That’s the whole point of a retreat like this. That was what was driving Sue’s vision for this retreat. Her heart is huge for families, for parents, for children. Everything she says within her unschooling communities is meant to empower, to inspire hope, to encourage connection, and to always put the relationship first.
She’s planning to sponsor another unschooling moms’ retreat again. Last I heard, she’s looking at September.
Know that I don’t get anything for saying this, other than the personal satisfaction of knowing I could help another unschooler who needs support and connection:
If you need that hope, if you need some inspiration and some time to replenish your soul as I did, if you’re craving connection with other women who actually understand what you do and why you do it, I could not encourage you strongly enough to register for her next retreat when she opens it up.
In the meantime, be sure to check out the resources here and on Sue's websites. Both of us can point you in the direction of even more resources available for unschoolers.
I'm a married, homeschooling mama of three who is passionate about self-directed learning.
Before you buy this booklet, you need to know that I am an unabashed proponent of self-directed learning and that will be reflected in everything I share about my own experiences as a homeschooler.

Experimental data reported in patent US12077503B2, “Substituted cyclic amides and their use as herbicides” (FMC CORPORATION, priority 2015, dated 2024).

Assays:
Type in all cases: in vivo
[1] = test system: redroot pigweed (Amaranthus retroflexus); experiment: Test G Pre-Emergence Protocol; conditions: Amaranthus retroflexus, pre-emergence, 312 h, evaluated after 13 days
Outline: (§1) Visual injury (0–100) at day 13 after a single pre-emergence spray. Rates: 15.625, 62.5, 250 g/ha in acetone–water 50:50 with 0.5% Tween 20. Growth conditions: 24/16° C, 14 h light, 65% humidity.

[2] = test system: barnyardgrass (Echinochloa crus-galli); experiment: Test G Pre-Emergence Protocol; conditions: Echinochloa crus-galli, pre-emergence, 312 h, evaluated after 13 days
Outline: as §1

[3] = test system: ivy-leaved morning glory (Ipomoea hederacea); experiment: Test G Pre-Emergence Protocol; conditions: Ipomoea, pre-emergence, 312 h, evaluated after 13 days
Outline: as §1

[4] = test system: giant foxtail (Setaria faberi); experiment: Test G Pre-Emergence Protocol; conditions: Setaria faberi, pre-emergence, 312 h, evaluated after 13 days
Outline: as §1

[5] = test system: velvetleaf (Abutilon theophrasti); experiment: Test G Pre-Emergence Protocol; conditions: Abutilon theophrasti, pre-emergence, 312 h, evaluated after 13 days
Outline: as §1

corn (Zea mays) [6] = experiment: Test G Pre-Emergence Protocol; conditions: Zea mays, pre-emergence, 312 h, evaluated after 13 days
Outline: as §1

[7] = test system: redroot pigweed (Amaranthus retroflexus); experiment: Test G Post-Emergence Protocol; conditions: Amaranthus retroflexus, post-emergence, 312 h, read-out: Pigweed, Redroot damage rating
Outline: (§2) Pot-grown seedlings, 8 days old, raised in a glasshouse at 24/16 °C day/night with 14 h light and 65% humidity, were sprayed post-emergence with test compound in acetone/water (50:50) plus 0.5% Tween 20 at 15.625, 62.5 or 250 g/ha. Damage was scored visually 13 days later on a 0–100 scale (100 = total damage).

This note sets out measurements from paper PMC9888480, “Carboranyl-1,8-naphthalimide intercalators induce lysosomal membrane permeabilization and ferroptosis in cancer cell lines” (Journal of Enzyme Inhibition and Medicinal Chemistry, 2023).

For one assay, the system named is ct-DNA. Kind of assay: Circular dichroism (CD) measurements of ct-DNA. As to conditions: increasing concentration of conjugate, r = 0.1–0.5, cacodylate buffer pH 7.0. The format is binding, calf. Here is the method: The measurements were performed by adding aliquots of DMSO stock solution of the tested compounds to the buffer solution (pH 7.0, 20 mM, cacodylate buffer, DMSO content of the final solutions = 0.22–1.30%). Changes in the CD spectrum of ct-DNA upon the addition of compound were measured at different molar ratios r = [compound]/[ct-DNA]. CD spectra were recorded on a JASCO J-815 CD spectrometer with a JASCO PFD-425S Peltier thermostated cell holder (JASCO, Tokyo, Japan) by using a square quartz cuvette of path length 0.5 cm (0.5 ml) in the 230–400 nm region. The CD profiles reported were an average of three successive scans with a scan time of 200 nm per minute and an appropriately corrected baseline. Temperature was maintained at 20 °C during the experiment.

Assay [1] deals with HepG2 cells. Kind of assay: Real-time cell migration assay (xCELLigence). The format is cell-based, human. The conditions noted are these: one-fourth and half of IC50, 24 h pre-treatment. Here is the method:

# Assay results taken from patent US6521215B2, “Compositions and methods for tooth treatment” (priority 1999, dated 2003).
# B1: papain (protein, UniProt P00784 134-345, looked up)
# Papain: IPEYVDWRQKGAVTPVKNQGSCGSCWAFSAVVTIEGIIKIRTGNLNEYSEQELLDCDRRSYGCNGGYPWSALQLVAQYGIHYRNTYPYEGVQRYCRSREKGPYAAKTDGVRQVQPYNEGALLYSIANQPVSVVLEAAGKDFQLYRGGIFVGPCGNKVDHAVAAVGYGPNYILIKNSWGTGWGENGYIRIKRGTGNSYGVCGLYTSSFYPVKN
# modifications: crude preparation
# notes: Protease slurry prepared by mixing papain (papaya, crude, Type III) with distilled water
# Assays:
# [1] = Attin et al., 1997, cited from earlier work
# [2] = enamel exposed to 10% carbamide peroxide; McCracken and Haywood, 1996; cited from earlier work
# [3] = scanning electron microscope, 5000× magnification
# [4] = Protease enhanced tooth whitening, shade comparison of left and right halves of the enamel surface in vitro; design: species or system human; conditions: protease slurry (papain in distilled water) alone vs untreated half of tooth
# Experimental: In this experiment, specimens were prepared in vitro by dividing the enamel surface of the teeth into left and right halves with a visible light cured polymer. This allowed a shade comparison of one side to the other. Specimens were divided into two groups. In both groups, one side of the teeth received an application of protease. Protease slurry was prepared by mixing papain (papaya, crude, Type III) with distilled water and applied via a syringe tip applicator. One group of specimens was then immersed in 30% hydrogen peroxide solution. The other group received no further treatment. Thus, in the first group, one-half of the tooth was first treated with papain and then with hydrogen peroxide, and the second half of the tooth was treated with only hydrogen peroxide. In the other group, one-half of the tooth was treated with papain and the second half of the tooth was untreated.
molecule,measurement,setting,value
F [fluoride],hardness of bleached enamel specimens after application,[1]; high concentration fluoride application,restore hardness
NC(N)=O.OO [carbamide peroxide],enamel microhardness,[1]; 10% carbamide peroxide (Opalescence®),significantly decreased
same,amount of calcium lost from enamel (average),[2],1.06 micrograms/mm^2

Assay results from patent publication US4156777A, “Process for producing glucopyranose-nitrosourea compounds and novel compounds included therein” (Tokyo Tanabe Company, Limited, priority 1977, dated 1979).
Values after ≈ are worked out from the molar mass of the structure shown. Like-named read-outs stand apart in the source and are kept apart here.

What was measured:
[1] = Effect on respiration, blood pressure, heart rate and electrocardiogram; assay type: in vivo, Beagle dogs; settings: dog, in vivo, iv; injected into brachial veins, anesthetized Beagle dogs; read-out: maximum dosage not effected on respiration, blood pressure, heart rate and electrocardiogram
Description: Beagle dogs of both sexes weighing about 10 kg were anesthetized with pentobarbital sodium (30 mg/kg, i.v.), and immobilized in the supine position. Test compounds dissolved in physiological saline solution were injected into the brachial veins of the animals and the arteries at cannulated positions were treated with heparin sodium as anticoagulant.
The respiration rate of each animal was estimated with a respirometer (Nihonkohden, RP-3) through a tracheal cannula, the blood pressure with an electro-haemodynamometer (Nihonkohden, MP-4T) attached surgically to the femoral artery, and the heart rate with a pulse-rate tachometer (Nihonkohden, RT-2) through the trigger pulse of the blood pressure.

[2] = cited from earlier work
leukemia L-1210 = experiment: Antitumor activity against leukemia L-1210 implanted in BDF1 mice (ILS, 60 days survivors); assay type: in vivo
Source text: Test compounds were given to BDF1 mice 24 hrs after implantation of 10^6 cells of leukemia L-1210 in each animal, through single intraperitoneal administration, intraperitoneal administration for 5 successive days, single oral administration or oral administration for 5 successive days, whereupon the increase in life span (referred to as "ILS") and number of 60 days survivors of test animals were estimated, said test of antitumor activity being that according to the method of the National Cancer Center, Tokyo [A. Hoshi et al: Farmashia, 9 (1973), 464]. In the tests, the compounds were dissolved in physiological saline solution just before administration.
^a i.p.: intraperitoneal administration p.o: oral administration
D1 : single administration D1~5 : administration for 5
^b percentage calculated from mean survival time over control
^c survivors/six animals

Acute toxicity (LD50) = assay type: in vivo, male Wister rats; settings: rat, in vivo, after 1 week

I’m giving this disclaimer so you aren’t surprised by the clear bias I have toward unschooling.
I want you to know, upfront, what you’re getting and what to expect from me. The advice I give and the questions I ask you to ask yourself are all valuable and valid no matter what style of homeschooling you ultimately embrace, though.
About the Author
Becky Ogden has been homeschooling since 2003, and graduated her oldest in the spring of 2017. In her early years of homeschooling, she too struggled with feeling overwhelmed and inept. In trying to do right by her children, Becky found herself embroiled in battle after battle with them over their schoolwork. Until…
Until she found a better way. One that empowered her children to self-direct their own educations. One that respected their autonomy. One based in “right on time” rather than “just in case” learning.
Without many veteran homeschoolers around to serve as mentors, Becky had to muddle through it on her own. She spent hours of time in research and reflection.
In the years since then, helping other homeschoolers find their own way and solve their problems has become a source of great joy for her.
Contact email: firstname.lastname@example.org